•Set your crop lines. You, not your framer should decide how much of the photograph is cropped or covered. If you want to see some of the border around the image, say so. Want to crop in on the image? Let the framer know how much should be matted over or cropped.
Posters and decorative art
•Know the value of your piece. Some posters are valuable; others are not. Don't assume your framer will know the difference. If you have a poster with some value, your framer should not "dry-mount" — permanently attaching the art to a backing board — unless absolutely necessary. Pieces with sentimental but not financial value can be dry-mounted for proper display.
•Don't be bullied. It's OK not to spend a small fortune on framing. Don't allow your framer to bully or guilt you into spending more than you intended to frame an inexpensive poster or decorative piece that could easily be replaced.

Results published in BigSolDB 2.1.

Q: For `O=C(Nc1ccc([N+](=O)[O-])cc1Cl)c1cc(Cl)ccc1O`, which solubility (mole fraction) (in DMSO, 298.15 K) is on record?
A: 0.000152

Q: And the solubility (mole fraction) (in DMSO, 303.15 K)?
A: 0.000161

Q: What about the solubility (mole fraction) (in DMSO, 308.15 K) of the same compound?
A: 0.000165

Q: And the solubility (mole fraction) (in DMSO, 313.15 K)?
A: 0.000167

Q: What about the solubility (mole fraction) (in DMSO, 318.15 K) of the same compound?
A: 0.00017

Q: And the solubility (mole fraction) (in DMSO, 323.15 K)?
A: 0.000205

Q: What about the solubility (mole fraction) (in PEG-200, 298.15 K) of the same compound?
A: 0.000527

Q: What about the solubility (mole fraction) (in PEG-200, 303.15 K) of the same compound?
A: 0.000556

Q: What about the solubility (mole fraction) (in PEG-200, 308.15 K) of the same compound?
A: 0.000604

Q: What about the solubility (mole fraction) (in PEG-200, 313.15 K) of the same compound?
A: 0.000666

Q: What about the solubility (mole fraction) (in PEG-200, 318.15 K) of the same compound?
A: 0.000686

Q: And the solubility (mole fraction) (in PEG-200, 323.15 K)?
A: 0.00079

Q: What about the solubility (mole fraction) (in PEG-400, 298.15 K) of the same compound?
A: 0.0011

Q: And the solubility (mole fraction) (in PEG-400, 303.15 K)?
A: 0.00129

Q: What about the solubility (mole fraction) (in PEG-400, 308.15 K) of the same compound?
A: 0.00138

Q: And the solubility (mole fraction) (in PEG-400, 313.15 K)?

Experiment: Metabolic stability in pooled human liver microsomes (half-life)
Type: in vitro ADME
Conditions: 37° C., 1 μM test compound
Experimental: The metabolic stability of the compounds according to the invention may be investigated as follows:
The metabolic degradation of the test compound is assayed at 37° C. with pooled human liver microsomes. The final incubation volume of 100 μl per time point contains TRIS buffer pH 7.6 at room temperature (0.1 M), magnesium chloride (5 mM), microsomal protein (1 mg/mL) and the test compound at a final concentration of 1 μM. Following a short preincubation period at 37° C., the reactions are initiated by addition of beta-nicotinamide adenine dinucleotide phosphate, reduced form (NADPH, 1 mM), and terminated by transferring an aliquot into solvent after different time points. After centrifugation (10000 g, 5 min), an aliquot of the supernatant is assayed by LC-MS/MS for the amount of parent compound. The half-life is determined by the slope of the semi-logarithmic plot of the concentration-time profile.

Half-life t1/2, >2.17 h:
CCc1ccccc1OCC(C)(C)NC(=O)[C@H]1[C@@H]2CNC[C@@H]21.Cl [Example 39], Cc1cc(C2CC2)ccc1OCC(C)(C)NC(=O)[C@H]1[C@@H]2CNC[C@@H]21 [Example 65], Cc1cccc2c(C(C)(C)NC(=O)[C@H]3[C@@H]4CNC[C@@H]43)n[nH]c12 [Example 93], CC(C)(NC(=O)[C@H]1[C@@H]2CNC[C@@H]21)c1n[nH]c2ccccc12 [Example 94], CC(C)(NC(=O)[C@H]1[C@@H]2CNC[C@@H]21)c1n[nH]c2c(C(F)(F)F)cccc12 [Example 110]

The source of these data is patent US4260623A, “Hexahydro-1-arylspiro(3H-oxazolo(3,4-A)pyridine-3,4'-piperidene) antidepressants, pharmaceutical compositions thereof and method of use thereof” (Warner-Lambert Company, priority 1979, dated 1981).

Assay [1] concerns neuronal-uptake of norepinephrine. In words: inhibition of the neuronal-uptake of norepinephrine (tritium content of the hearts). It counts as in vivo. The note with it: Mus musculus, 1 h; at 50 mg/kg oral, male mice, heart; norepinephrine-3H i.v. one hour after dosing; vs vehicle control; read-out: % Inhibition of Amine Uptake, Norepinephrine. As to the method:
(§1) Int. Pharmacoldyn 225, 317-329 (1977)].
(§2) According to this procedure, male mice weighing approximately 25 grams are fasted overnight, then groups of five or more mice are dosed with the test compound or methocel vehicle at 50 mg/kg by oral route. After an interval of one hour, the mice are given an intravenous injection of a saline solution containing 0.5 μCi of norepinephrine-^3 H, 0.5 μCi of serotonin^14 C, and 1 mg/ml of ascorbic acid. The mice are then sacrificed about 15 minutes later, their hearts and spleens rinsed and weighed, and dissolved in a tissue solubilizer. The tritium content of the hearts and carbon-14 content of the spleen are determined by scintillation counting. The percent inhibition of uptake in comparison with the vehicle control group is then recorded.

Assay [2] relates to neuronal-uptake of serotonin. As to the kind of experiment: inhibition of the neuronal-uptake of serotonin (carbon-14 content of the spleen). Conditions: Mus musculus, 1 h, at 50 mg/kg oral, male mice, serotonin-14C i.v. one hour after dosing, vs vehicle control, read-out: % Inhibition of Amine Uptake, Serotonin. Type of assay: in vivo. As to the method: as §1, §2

•Listen to the experts. Be open to suggestions from your framer on how best to display your collection. You might have a large collection of items that you would like to see displayed together, but be open to the idea that they might not all look great together in one frame. Work with your framer to design a layout that best showcases your items.
•Go for high-quality glazing. The glass you use determines how long your item will last. If you don't opt for a glazing that has UV protection, your item will fade over time.
Mix it up. While more ornate frames are typically used for something like an Italian Renaissance painting and contemporary pieces are often complemented by minimal frames, it's not uncommon to see someone juxtapose a traditional frame with a more modern piece of art, or vice versa.